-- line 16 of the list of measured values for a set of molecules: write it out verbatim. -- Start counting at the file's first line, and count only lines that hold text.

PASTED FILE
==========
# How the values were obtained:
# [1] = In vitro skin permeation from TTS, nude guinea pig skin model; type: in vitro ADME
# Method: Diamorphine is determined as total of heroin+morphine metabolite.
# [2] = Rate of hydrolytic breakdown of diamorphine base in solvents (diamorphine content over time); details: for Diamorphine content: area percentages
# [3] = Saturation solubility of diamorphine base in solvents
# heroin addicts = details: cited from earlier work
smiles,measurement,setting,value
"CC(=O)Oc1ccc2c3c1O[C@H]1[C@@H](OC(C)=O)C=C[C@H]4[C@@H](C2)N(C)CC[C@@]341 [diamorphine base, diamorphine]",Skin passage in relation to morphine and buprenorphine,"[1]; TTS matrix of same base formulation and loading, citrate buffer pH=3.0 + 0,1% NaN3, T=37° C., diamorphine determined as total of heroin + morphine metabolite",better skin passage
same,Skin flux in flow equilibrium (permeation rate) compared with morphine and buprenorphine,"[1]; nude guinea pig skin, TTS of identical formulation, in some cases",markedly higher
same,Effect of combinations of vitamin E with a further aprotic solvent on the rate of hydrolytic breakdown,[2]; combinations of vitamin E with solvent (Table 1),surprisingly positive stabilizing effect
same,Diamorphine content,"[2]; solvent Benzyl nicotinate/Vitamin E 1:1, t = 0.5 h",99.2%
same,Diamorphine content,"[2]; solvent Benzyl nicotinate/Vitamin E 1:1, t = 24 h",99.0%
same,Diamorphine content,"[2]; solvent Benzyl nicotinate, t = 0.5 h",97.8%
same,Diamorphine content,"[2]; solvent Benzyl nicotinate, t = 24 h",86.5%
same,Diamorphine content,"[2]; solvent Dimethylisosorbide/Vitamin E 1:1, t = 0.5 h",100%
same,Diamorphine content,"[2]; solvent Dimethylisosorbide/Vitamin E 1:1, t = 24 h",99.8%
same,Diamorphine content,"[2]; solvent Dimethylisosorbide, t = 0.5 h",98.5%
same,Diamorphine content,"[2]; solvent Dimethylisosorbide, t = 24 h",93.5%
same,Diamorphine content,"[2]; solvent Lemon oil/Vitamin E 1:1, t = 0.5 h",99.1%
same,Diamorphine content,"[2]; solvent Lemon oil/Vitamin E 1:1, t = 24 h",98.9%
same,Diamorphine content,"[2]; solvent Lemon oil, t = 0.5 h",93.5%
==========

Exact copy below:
same,Diamorphine content,"[2]; solvent Dimethylisosorbide/Vitamin E 1:1, t = 24 h",99.8%